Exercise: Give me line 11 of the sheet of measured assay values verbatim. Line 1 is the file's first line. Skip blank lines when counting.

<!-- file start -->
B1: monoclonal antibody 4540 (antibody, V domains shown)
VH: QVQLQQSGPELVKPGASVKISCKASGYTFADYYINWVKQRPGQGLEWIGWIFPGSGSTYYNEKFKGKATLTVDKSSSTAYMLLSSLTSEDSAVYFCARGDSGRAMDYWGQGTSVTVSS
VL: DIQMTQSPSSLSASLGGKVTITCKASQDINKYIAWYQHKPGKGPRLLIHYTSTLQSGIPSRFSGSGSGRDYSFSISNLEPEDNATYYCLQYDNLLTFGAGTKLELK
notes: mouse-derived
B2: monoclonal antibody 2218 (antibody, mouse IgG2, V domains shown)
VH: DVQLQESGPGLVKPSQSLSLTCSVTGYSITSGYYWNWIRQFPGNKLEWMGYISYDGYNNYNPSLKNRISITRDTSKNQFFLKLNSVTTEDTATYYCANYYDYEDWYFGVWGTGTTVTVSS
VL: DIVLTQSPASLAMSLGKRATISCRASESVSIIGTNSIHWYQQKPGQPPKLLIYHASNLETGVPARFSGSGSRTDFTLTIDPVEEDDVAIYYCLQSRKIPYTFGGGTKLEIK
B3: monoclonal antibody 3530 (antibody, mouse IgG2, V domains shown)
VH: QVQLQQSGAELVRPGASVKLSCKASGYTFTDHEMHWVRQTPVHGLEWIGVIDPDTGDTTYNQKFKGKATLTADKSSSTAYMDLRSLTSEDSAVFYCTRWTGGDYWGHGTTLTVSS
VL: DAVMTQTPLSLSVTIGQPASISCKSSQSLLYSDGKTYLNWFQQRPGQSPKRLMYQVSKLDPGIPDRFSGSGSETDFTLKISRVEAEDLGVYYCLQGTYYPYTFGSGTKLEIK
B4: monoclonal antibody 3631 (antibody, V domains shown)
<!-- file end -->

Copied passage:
B4: monoclonal antibody 3631 (antibody, V domains shown)